How to minimize the pretreatment stain

Common practices that attribute to the pretreatment staining phenomenon and solutions that will help you surpass it.

Sometimes, after spraying the pretreatment solution on the fabric and proceeding to curing it in a heat press, visible imperfections (e.g. stains) emerge on the garment’s surface. The frequency of this phenomenon is more evident in dark and black colored fabrics, since their dye makes the stain more detectable. In some cases, the stains appear in random areas of the cured fabric like spots and in others, like a box shaped stain around the perimeter of the fabric, where the limits of the heat presses' surface are.

There is a number of possible reasons for the cause of these imperfections, hence we will examine them one-by-one and provide solutions on how to overcome them.

Pretreatment quantity

Selecting-spaying-amount-1Applying an overload of pretreatment is the most common cause that leads to the formation of stains. If more pretreatment is applied to the fabric than the amount that is actually required, then after the fixation, the surface of the fabric will be covered with a thick rigid white layer. This is mainly due to the polymeric ingredient that the pretreatment liquids contain, which in high temperatures transitions from a viscous fluid to a rigid plastic film. This is why it is important to spray the right amount of pretreatment, a factor that of course depends on the fabric’s type, its thickness and the use that it is destined for. For example, a garment that contains polyester is more likely to stain as opposed to a cotton one and thinner garments usually require less pretreatment than thicker materials.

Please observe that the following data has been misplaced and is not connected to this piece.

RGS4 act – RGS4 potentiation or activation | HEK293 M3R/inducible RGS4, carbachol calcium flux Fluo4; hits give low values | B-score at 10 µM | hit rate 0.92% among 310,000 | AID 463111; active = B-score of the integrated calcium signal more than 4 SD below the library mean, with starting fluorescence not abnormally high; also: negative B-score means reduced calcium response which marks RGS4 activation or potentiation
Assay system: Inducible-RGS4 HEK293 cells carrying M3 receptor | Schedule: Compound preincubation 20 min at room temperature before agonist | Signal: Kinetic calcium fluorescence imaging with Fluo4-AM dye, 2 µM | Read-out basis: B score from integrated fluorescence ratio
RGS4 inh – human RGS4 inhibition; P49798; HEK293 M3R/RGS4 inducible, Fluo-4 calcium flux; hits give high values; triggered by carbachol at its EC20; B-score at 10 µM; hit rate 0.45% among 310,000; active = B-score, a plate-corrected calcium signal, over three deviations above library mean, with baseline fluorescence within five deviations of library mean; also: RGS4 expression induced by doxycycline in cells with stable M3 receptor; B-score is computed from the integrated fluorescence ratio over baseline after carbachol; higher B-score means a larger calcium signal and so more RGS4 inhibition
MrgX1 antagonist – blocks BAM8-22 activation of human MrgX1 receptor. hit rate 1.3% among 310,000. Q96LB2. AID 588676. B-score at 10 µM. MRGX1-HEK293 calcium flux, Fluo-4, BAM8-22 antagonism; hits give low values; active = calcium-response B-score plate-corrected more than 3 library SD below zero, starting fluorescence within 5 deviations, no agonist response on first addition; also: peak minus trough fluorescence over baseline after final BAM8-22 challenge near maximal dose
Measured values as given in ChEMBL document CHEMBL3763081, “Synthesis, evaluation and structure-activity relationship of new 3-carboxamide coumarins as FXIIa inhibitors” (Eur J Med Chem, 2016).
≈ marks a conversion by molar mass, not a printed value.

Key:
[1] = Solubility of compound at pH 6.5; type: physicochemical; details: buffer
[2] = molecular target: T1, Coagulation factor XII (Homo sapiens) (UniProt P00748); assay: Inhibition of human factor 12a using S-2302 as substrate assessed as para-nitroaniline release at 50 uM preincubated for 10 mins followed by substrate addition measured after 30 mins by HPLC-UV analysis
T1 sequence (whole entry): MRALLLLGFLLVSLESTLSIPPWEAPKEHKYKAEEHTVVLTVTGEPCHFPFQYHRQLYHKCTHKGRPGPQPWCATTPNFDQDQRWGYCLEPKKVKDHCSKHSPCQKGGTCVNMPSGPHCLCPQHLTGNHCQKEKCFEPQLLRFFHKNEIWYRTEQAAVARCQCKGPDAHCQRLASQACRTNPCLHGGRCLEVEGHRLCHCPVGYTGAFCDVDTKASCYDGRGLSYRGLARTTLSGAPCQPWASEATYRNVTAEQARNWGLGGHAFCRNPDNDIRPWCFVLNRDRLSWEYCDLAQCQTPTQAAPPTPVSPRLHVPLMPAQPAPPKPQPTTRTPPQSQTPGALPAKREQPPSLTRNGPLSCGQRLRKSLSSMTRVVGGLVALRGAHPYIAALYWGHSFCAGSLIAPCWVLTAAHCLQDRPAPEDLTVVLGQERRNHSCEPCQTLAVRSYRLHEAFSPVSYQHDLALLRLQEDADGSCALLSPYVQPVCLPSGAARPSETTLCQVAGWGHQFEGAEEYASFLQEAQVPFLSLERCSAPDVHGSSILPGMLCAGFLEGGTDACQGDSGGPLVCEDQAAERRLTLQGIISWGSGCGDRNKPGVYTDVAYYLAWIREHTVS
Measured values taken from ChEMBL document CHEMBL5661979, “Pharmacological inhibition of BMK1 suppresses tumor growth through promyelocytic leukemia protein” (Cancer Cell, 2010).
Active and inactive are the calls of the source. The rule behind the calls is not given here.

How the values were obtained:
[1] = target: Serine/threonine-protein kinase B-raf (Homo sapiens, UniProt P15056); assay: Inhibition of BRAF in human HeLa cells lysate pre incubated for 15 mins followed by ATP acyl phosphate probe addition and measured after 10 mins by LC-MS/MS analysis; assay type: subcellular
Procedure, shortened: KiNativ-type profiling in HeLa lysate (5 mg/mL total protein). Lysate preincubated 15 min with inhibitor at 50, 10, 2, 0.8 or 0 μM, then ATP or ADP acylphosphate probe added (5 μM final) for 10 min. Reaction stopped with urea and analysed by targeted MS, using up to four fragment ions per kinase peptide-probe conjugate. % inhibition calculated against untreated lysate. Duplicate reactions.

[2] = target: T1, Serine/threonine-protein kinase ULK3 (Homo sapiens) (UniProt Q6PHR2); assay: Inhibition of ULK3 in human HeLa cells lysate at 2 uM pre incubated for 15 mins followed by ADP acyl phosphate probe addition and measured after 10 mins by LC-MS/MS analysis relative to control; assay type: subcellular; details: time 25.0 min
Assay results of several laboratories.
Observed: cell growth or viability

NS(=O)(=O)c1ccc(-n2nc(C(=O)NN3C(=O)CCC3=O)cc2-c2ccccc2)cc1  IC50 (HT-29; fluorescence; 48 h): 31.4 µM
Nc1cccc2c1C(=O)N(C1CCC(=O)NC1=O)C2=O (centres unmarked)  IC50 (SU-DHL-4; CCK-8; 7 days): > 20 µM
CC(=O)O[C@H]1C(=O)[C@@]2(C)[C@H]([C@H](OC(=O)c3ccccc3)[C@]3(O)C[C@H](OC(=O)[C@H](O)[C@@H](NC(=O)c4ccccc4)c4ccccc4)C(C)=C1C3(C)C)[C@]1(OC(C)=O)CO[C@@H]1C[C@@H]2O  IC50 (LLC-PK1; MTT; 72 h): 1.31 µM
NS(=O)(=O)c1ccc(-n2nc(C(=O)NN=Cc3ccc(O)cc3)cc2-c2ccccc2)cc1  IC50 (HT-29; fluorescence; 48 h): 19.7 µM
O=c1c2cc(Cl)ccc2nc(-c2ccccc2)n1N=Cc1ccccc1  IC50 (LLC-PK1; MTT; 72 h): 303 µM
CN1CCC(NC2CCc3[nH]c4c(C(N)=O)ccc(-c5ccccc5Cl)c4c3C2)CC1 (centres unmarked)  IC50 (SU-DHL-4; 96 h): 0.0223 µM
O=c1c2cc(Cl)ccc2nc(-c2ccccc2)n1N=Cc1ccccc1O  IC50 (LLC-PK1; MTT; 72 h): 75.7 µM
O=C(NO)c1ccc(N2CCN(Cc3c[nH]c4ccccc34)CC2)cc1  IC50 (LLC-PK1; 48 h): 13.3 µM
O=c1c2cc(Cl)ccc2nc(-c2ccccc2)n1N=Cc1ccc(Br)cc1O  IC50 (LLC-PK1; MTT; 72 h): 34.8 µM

• The recommended pretreatment amount for a 40cm x 60cm (15.7"x23.6") area , when pretreating dark cotton (150 gr/m2 t-shirt) with the Texjet Inks - Pretreatment for Darks liquid, is about 21 to 25 ml. When printing on light cotton is 14 ml and on light polyester about 20 ml of the Texjet Inks - Pretreatment for Darks solution.

Pretreatment uniformity

Spot stains may be the result of an uneven sprayed pretreatment solution. This phenomenon is most likely to happen when using a hand sprayer, which makes it quite difficult to know the exact amount of pretreatment sprayed. If you pretreat the fabrics only manually, you should try to apply the solution as equally as possible. Use the same direction, when spraying, and don’t overlap the already sprayed areas too many times. This could lead to some areas being overly pretreated and others having less pretreatment than required, which would cause an uneven print with patches. A foam roller can help spread the pretreatment equally onto the fabric and improve uniformity. It should be handled with gentle strokes and not harsh scrubbing as this would take away some of the pretreatment and create wrinkles on the surface of the fabric.

Equipment, such as an automatic pretreating machine like the PreTreater Pro, may prove valuable in such cases, as it sprays exactly the amount of pretreatment needed, plus it provides uniformity.

Heat & Pressure